Ojo (往生)

Ojo is a methodology for becoming a Buddha, as defined by the Mahayana Buddhism.

Because the real Shakyamuni seson (World-Honored One; honorific name for Gautama Buddha) no longer existed, the idea of Birth in the Pure Land was conceived to seek assurance in the attainment of Buddhahood by receiving the guidance of Buddha. There are various interpretations of pure lands for rebirth, but it generally means the Buddhist paradise that is considered to be the pure land of Amida Buddha. This is referred to as gokuraku ojo (peaceful death). whereby 'o' means to go to the Pure Land (of Amida Buddha), 'jo' means to kesho (be reborn) in that land and to be reincarnated in the Pure Land is referred to as Renge kesho.

Kesho is one of the four categories of birth for creatures; the others are taisho ransho, shissho and kesho.

Taisho: To come out of the mother's body, as with humans and animals.

Ransho: To be hatched from eggs, as with birds

Shissho: To come out of a moist environment, as with insects

Kesho: To come into existence in a converted form as a consequence of one's past actions
Such as celestial beings

It is said that to be born in the Pure Land of Amitabha means to be reincarnated as the result of the karma that is generated in that land. Renge kesho means to be reincarnated surrounded by lotus (renge) flowers in the Pure Land of Amitabha.

Original Meaning
The original meaning of ojo is to go to the country of Buddha (India), be born in that land to become a Buddha, and to attain enlightenment. Thus the primary meaning of ojo is to become a Buddha but not simply to go to the Pure Land of Amitabha.

Inevitability
In the context of Mahayana Buddhism, it was considered that because one must have juki (endorsement) by Buddhas to attain Buddhahood based on their guidance, the way to become a Buddha is to be born in Buddha lands. It was further considered that, given independent self-training without Buddhas' guidance nor their juki (endorsement), one could become an Arakan or Byakushibutsu; however, once they become either Arakan or Byakushibutsu they could not attain Buddhahood.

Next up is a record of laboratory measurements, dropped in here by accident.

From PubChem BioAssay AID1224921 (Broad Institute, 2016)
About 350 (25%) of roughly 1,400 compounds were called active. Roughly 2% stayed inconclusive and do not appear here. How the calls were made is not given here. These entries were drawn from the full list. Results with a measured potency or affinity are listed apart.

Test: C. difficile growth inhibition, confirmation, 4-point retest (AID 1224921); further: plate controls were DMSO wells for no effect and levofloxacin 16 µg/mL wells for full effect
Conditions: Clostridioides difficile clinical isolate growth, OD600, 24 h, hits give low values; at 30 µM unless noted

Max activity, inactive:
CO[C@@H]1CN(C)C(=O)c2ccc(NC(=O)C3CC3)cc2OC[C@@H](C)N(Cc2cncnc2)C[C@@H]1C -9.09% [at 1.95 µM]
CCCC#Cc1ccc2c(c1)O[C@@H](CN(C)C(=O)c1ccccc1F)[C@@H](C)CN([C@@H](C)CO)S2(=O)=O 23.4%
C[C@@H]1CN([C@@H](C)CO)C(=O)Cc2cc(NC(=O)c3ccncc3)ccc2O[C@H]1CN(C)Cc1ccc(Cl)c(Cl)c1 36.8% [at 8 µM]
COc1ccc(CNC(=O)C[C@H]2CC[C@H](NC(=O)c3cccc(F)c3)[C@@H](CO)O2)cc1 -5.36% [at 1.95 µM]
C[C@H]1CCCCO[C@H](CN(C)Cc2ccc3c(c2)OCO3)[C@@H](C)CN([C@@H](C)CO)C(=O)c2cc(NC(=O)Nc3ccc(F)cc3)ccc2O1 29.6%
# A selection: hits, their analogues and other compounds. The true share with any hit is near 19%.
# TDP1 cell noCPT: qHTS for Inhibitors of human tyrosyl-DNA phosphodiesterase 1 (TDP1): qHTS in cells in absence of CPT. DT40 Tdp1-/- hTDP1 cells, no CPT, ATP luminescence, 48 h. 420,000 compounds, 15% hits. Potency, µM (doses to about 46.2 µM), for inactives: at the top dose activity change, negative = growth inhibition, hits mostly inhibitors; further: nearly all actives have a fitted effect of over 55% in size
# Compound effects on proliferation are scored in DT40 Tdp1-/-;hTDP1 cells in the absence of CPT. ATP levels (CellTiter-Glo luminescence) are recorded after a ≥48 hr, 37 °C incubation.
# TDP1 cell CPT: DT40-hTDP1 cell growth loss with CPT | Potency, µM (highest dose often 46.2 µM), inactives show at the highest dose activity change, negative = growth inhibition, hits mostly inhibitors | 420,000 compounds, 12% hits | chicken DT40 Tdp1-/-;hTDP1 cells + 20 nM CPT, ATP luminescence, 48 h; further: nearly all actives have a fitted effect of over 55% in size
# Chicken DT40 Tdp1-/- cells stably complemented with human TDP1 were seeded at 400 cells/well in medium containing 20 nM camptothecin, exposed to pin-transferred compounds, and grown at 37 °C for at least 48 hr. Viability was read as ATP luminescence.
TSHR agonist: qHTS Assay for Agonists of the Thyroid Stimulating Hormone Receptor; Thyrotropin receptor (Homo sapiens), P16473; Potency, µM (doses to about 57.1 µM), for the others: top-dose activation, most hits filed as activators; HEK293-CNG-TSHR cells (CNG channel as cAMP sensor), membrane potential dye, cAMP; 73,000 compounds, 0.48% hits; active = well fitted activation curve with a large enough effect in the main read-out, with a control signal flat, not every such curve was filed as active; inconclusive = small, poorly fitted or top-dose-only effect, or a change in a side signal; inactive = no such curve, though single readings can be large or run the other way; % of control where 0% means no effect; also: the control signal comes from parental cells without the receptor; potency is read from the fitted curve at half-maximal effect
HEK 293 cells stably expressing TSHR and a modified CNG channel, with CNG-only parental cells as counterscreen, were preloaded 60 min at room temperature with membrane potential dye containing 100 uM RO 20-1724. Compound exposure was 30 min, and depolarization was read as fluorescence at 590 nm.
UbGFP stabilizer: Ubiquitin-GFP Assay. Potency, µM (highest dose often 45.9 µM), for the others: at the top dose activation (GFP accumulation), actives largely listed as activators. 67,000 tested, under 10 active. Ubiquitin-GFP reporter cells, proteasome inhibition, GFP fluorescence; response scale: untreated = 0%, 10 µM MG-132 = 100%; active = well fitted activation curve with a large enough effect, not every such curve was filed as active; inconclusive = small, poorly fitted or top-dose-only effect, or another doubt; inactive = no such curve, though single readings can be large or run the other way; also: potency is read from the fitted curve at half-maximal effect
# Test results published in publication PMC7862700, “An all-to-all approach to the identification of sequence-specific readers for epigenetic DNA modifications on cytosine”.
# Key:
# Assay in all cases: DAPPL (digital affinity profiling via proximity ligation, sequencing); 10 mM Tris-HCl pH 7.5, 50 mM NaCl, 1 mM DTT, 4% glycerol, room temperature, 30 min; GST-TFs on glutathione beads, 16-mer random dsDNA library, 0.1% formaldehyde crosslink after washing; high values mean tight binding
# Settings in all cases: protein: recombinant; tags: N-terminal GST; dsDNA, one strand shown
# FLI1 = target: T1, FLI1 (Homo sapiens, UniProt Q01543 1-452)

In Buddhism, to attain enlightenment is to attain the state of perfect self-effacement. For one to understand that he is empty and nothing, the state of 'ego' should not exist while one is in training. Assuming that it is impossible to attain Buddhahood as long as there is ego-consciousness, it will be impossible to remove the ego-consciousness by oneself. It is the standpoint of Jodo-mon (Gateway of the Pure Land) that this is the reason one needs to meet and see Buddha to attain Buddhahood.

The general meaning of 'ojo'
Because when people die they are immediately reborn in the land of Buddha, ojo, as in 'gokuraku ojo' (go to paradise) and 'jodo ojo' (go to the Pure Land) generally means birth after death. Additionally, the world one goes to when he or she dies is the world of Buddha, so to be born in that world is to become a Buddha.

Given the foregoing, it is considered that ojo means to become a Buddha. In reality, because ojo means to die and, moreover, to become a Buddha, it is considered that the line of thought where one would become a Buddha upon death became common. Death due to a natural cause, such as succumbing to old age and particularly multiple organ failure due to old age, is often referred to as a peaceful death.

It is considered that this definition of 'ojo' became further secularized, so that it meant 'to be cornered and not know what to do.'